August 19, 2016
By Noah Feldman It's never the wrongdoing - it's the lying about it. Former Pennsylvania Attorney General Kathleen Kane, who announced her resignation Tuesday in the face of a possible 14-year sentence for her conviction on perjury charges, proves the truth of that adage for public corruption cases. Leaking grand jury proceedings to embarrass a political rival would not have gotten her sent to prison. But lying about it under oath could and will. How could a state's top law-enforcement official be so dumb?
August 4, 2016 |
Donald Trump's long-tortured relationship with the truth is nearing a point of total estrangement. The Republican presidential nominee tweeted over the weekend that rival Hillary Clinton and her fellow Democrats "are trying to rig the debates" by scheduling them during NFL games. (In fact, the bipartisan debate commission, independent of parties and candidates, announced the dates on Sept. 23, 2015.) He further alleged that "I got a letter from the NFL saying, 'This is ridiculous.' " (The National Football League says it sent no such letter.)
August 1, 2016 |
The balloons and confetti have dropped, and the candidates have left the stage. But the false and misleading claims from both political conventions will remain part of the campaign right to November. Here we present some of those claims from Hillary Clinton, Donald Trump, and other speakers at the GOP convention in Cleveland and the Democratic convention in Philadelphia. What they said about each other Clinton misrepresented a quote from Trump's convention speech. She said, "Don't believe anyone who says:'I alone can fix it,' " suggesting that he was boasting that he could fix everything by himself.
July 20, 2016 |
The truth will set you free. It's a favorite expression, soothing in a world where doubt is among our greatest enemies. We take "facts" at face value because it's uncomfortable not to, and we almost always forget to ask, "Which truth?" Which truth will set us free, and are there others that might enslave us despite attempts to break their chains? These are the questions playwright Emily Acker probes in I Am Not My Motherland , her first full-length stage production, presented by Orbiter 3 at St. Stephen's Theater.
July 17, 2016 |
Question: I've been separated for a few months from my wife of 19 years and three kids. The separation stemmed from my infidelity - a mistake I made to run from my marital problems instead of to communicate, try to work through them, and take a stand for my happiness. It was cowardly, and I regret it deeply. We are in couple's counseling and both want to find a way to reconcile, but we are struggling to get there. She can't forgive me, and I am unable to convince her I am sorry enough without completely submitting and denying my authenticity.
June 30, 2016 |
Question: I always learned growing up that if I didn't have the money for something, I shouldn't buy it. As an adult, I make a decent salary, but my wife and I have struggled with a bunch of unexpected medical bills for the last few years. Which happens. My parents live in another state and want us to visit often. Visiting my parents is very stressful for me and hell for my wife; she is disabled, and getting her on a plane is a huge production. When I tell them we can't afford to come as often as they'd like us to, which is the plain truth, they turn around and send us money for the plane tickets.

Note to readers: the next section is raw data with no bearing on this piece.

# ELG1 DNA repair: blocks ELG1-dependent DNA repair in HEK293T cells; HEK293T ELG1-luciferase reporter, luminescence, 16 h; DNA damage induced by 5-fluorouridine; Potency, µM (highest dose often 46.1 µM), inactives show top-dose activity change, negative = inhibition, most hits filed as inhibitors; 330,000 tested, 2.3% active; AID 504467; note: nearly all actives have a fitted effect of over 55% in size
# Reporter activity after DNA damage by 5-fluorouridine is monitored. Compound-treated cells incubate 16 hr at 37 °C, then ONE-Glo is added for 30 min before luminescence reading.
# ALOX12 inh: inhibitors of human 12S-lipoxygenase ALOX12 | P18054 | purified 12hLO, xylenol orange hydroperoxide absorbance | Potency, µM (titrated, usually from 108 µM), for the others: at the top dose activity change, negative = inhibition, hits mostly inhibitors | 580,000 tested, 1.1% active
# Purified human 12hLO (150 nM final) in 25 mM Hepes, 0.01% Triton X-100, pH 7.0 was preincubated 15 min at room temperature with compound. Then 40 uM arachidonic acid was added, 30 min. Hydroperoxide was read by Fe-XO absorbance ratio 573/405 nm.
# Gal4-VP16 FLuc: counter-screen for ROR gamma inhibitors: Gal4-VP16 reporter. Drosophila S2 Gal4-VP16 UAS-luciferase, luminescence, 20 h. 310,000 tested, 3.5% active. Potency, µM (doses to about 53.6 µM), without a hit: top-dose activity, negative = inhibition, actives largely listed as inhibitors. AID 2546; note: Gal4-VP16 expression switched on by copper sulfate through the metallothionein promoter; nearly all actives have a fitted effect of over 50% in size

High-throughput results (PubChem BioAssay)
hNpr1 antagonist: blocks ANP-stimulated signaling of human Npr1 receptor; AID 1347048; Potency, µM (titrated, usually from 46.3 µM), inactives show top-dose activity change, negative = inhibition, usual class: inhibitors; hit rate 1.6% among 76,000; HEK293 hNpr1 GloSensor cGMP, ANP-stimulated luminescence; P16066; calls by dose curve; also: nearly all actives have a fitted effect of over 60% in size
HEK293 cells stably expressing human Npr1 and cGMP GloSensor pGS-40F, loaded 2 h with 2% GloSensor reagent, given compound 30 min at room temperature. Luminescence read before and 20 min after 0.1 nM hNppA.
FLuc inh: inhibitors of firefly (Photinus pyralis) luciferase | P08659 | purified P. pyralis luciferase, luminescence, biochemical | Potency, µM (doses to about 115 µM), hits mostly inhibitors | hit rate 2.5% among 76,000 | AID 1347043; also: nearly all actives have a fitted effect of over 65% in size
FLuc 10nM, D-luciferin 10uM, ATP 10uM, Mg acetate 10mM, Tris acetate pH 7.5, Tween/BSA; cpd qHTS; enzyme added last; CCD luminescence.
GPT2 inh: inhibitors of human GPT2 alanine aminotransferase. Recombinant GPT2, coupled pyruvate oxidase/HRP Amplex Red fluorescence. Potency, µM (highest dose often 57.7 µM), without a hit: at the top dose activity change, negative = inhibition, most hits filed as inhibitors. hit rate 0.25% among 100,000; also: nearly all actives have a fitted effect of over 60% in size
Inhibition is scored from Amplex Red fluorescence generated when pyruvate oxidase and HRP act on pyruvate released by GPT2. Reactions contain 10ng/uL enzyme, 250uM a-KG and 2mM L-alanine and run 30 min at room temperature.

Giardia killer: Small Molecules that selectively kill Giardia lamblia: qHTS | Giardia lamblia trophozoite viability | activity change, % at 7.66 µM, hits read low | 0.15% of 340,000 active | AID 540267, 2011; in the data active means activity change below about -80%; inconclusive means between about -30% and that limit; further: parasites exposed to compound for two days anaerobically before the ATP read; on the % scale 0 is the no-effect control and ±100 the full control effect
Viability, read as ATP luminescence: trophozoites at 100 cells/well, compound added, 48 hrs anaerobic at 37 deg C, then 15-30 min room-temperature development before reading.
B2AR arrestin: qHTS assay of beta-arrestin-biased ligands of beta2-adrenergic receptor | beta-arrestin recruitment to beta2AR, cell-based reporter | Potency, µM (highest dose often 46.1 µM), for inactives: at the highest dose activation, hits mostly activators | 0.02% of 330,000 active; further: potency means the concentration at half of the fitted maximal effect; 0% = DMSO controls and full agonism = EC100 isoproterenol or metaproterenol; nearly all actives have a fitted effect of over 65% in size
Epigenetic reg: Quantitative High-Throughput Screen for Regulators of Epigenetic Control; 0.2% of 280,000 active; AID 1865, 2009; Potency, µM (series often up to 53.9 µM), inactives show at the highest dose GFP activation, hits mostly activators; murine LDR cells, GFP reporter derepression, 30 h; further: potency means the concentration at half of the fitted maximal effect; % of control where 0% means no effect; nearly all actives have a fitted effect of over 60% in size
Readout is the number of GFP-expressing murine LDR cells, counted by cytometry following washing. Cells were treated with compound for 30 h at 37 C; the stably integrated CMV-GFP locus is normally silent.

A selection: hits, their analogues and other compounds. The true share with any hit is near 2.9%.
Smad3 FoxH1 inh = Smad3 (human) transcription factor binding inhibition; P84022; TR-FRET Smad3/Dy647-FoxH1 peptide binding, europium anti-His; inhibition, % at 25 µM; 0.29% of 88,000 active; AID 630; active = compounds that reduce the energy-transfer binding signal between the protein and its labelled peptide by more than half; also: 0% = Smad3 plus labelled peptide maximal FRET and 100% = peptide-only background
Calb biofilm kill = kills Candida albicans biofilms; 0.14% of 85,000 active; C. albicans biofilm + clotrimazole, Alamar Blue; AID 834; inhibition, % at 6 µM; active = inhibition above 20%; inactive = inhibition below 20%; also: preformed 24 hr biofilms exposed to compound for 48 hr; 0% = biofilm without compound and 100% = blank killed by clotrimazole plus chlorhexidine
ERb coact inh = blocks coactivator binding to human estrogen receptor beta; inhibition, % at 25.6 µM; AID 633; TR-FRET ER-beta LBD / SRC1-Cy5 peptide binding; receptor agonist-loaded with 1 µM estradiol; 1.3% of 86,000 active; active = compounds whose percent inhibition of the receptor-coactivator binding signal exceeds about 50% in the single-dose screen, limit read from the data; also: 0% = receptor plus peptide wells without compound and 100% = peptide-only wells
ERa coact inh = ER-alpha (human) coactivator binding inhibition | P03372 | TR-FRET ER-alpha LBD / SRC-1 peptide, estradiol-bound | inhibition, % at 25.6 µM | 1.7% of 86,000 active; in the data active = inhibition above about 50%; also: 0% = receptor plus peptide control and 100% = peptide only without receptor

June 13, 2016 |
Mark Twain seemed to anticipate 2016 when he remarked that "a lie can travel halfway around the world while the truth is still getting its shoes on. " In the intervening century-plus, that travel time has been greatly reduced. Today, thanks to social media, a lie can orbit the earth before truth's alarm clock even buzzes. We got another reminder of that last week when hackers broke into the NFL's Twitter account and mischievously transmitted the following faux news: "We regret to inform our fans that our commissioner, Roger Goodell, has passed away.
May 1, 2016 |
Mark Karasow and his wife, Connie Bastek-Karasow, are part of a giant national experiment to determine whether more precise diagnoses can help patients with hard-to-diagnose dementia symptoms even though there still is little medical help for them. Karasow has joined a $100 million clinical trial backed by the Alzheimer's Association and funded largely by Medicare. The unusual effort, which began this year, is measuring the impact of expensive PET scans that reveal clumps of amyloid, a protein found in the brains of people with Alzheimer's disease.
March 26, 2016
By Benjamin Zycher Economics may be the dismal science, and economists may be boring, but there really are a few eternal economic truths worthy of inscription in stone. The quantity of a good demanded declines as its price rises. Bigger economies demand more labor, that is, create more jobs. Economic distortions created by government may bestow benefits upon particular groups but, for the economy as a whole, harm the economic interests of both consumers and producers by reducing the size of the aggregate economic basket.
February 27, 2016 |
Stoutsburg Cemetery - located in Skillman, N.J., at the heel of the Sourland Mountains - has long served as an African American burial ground. Like many such places, it holds much unspoken history. Two trustees of the Stoutsburg Cemetery Association are unraveling those secrets - the stories behind unmarked slave graves around the cemetery - for a book to be published next year. Purchased in 1858 for people of color, Stoutsburg became the final resting place for local residents, including veterans of conflicts dating back to the American Revolution.